But its harder to sink more displacement/volume which means more float, which equals earlier planning or riding through lulls...Matteo V wrote: ↑Sun Feb 18, 2018 3:35 pmAgain, this is the misconception that almost all windsurfers carry over to kiteboarding. But even in windsurfing, volume over anything that floats with just a bit of freeboard is luggage at sub planing speeds - even on a shortboard. This excess volume IS helpful when displacement windsurfing as it adds stability when a rail is pressured at these non-planing displacement speeds. But once the force of the water pushing up on the (sub)planing surface, even at sub planing speeds, becomes the dominant force holding the board up - volume is no longer a part of the equation.
The best way to conceptualize this is if you have a completely cut away deck down to the bottom layer of the board (no volume) and you start moving. Once you are moving, the water on top will fall off the back of the board and only planing forces will be holding the board up. Obviously this will not work in windsurfing, but it does work in kitesurfing. And it happens all of the time with TT's. Look down at you TT next time you are slowing down to a crawl. There is no volume there, so only the planing forces are working to keep the board up.
Volume is displacement and for displacement to have an effect, the volume must be submerged.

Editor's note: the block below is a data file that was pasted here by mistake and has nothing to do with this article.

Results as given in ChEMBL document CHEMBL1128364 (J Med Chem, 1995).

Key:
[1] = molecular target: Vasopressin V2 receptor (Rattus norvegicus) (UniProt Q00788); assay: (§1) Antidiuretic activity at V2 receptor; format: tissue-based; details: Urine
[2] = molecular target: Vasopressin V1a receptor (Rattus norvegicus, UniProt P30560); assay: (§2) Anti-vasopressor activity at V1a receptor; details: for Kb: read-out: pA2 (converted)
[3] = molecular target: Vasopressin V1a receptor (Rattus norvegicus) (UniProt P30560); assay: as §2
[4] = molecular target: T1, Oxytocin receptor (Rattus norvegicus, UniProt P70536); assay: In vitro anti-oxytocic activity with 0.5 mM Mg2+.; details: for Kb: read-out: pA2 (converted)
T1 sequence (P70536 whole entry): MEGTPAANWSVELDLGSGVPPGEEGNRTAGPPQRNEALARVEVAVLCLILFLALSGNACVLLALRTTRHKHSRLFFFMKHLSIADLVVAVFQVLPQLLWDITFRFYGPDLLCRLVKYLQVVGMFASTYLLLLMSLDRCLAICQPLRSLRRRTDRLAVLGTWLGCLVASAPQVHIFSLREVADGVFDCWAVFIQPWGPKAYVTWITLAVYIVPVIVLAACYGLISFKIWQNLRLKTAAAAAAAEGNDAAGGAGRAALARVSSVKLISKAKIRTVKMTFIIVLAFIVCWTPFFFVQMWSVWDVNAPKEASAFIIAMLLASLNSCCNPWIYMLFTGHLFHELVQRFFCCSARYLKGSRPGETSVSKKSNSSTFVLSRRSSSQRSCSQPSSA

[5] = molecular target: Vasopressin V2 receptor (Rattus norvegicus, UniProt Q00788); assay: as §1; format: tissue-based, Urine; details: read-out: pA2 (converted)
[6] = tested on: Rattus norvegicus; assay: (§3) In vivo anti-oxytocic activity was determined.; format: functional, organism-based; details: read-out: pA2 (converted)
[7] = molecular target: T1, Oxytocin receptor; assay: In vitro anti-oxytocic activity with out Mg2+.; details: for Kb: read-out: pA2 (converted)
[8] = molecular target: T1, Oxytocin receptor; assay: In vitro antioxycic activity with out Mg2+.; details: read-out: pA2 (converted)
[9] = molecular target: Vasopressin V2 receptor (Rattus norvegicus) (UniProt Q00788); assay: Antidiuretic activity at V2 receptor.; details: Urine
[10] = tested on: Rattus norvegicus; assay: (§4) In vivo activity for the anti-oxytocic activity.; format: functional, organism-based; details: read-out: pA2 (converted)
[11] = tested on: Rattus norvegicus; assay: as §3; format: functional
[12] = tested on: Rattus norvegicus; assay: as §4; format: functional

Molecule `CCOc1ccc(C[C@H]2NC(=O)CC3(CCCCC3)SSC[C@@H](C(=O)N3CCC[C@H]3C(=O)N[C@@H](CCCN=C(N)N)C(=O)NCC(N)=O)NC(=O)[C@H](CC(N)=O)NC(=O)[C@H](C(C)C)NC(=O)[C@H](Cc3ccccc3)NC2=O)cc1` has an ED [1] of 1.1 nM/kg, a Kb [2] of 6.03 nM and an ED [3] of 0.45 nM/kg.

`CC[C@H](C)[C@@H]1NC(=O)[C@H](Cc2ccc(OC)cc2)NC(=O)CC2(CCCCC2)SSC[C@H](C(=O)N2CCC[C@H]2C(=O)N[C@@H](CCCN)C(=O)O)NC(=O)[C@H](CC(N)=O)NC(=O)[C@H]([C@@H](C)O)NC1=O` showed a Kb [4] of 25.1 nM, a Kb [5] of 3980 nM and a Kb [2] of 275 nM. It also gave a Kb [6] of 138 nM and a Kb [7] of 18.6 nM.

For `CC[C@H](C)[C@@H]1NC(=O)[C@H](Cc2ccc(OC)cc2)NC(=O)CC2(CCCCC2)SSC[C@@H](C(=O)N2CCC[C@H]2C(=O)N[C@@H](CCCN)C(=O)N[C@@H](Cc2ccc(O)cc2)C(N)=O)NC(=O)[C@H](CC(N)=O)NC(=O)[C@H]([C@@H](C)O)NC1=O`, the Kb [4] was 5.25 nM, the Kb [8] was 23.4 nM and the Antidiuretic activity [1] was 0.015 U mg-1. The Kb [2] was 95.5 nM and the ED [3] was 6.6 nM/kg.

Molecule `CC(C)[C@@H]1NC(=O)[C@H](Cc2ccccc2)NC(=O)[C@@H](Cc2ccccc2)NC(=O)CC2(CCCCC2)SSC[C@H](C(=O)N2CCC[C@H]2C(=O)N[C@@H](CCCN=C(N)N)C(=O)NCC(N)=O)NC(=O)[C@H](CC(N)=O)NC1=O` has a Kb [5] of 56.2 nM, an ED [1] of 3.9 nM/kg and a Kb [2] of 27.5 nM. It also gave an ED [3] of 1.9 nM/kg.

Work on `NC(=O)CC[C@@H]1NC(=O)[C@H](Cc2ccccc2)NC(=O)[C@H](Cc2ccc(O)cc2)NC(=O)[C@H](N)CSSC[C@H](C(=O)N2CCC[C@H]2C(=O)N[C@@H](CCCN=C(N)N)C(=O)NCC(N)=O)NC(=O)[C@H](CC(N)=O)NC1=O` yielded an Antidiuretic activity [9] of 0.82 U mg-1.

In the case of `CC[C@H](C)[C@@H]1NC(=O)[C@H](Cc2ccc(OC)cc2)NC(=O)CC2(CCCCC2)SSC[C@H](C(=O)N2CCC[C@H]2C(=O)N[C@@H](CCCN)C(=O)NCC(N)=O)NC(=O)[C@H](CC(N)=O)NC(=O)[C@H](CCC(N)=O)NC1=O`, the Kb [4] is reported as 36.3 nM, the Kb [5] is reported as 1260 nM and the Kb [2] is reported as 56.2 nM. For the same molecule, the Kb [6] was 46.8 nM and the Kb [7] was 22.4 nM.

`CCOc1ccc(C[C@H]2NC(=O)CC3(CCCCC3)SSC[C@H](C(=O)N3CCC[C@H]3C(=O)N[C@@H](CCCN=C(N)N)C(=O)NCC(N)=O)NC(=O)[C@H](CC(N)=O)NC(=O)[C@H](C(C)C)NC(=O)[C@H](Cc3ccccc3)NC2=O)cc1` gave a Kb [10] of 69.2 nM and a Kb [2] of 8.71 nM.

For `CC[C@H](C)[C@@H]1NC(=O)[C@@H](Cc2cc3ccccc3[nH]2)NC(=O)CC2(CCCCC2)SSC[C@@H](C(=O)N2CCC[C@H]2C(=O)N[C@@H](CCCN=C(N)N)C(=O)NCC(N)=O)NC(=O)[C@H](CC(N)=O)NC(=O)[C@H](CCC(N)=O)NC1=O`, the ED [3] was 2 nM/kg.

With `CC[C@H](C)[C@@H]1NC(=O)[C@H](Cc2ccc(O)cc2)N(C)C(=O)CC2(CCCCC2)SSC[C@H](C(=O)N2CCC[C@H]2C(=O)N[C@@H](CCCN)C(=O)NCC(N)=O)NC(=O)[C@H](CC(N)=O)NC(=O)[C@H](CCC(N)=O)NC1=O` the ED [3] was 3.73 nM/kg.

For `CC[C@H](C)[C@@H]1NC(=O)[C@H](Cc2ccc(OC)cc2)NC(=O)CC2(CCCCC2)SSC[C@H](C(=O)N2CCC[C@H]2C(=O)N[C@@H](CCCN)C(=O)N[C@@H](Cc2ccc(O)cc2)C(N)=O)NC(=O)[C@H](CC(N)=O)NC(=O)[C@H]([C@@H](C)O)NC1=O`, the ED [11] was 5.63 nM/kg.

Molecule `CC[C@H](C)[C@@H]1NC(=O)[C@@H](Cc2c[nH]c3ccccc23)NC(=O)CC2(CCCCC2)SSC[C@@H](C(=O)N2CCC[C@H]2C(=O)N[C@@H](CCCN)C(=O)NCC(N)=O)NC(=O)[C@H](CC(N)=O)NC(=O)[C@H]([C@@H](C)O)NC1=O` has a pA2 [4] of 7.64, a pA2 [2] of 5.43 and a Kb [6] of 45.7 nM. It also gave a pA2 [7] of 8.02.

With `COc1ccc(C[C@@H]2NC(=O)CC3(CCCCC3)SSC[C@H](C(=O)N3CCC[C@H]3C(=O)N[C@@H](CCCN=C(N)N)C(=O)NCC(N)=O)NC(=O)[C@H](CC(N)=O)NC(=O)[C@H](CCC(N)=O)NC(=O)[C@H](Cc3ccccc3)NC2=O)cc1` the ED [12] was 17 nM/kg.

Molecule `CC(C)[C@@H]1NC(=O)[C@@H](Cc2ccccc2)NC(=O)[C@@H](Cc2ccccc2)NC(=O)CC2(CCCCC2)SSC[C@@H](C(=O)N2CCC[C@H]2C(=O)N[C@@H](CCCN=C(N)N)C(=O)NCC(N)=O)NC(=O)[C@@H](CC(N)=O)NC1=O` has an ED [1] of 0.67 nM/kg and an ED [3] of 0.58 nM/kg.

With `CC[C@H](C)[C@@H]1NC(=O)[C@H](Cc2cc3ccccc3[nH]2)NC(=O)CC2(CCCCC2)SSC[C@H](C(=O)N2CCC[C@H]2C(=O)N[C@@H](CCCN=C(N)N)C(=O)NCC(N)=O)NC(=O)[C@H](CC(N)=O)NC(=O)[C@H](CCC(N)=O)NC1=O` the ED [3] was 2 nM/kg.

Again, float is only due to displacement at zero speed, AND ONLY when the board is sunk. If you have any movement, you are not using any of the displacement, but rather planing forces.
kitejumping wrote: ↑Mon Feb 19, 2018 3:54 pmI wouldn't consider 10 knots lightwind at all, if you have a really big kite. A 20m PL Aero or 21m sonic race will have you doing big floaty jumps on a 130tt in much less wind if you know how to fly it. The upper end on my 20m aero ultralight is like 14 knots lol.
Sinking the volume of the board - going from planing forces to displacement force - is a huge waste of energy - at least to get back to planing from that displacement mode. A submerged board has much more surface/sub-surface drag, than when you are just at the sub-planing stage. I have a hard time believing I have never seen this if it is a real thing. Is there a video of someone with good hydrofoiling skills STOPPING and standing there in light winds while the submerged displacement keeps them up out of the water for a 4 second count/ kite parked? And again, how would this be necessary or desired to give up that energy?Peter_Frank wrote: ↑Mon Feb 19, 2018 12:07 pm.....standing fully "parked with zero speed" occasionally, with a given kite, trust me
I stick to the statement, that it is all about keeping the "transition energy needed" from non foiling to foiling as low and short as possible, thus flotation is good when trying to get moving from a standstill
And none taken. I appreciate when someone can stick to their argument without resorting to logical fallacies such as "Straw man" or "Ad Hominem". As I do not see any of those presented to me yet, I definitely could be missing a piece of information on the mechanics of the hydrofoil board volume issue. I have been wrong before, and I could be wrong either now or in the future.
Now think about doing it while holding on to a magical rope from the sky, or ... a kite. The kite gives you all the stability you need. Perhaps you think the kite is parked in these situations, it is not. You'll typically be flying it back and forth to generate lift and provide stability.